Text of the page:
December 2006 - THE POTOMAC
The Bones of Ajax
To provoke in his quiescent people the shame
of a conquered nation—theirs since the victory
of Sulla—a dying Zeus, with a single thumb,
gouged from the sands of Rhoeteum
the carcass of a mammoth, scouring it with wind
so that even trade ships could hail it from afar.
Seeking shells for his mother, a village boy found it first,
believing the ribs curling up in early fog to be
an ancient galleon, perhaps even the Argo itself
levered by Poseidon from the sea bottom and nibbled
by years of urchin to a cage of white wood. Combing onto
the beach, the clans of village surrounded the find with smoke
and sacrifice. By noon they declared it Ajax. It could not
be debated, for the bones were legend-sized as those of a Titan,
that god-bold race killed by Zeus in the Gigantomachy,
their charred forms still smoking on the plains of Arcadia.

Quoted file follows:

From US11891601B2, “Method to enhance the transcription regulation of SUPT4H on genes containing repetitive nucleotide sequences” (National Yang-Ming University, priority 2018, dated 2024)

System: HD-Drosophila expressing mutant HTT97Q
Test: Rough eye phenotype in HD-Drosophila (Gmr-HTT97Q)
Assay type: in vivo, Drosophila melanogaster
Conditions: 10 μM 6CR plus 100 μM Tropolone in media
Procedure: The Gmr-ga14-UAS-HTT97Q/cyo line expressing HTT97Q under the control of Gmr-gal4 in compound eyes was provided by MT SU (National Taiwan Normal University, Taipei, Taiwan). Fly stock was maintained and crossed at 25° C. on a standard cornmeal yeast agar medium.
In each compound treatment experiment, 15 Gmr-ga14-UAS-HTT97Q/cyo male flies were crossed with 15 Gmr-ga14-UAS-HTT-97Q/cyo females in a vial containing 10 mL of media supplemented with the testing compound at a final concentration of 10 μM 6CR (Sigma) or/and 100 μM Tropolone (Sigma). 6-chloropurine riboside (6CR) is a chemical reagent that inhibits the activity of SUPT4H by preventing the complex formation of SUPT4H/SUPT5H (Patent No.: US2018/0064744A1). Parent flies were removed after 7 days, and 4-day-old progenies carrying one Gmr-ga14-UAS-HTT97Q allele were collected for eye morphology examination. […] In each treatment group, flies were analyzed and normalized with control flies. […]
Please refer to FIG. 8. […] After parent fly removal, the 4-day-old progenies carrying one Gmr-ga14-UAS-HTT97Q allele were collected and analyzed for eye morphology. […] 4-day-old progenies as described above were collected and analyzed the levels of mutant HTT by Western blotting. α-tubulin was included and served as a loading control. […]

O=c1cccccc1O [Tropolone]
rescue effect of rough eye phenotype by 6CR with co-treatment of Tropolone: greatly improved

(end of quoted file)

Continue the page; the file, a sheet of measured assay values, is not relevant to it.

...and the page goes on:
One kneecap of Ajax was the size of a pentathalon discus.
What must have been gullet, filled with dead sea minikin,
would allow a guzzling of seven amphora, the club of jaw
big enough to chew a bushel of almonds at once,
or bite a man's head from his body. Pausanias, a Roman
geographer, lunching beneath the Lion Gate of Mycenae,
was summoned--word sent by him to the Emperor Hadrian
who arrived by fleet to pay homage. Fearing the bones
might encrust with new flesh to begin a second
Gigantomachy against Rome, Hadrian honored
the fallen mammoth with ceremony and gilded tomb
till Zeus, unable to summon his bolts, took form
as a swan of shallow grief, and fell quietly,
like rain into the Aegean.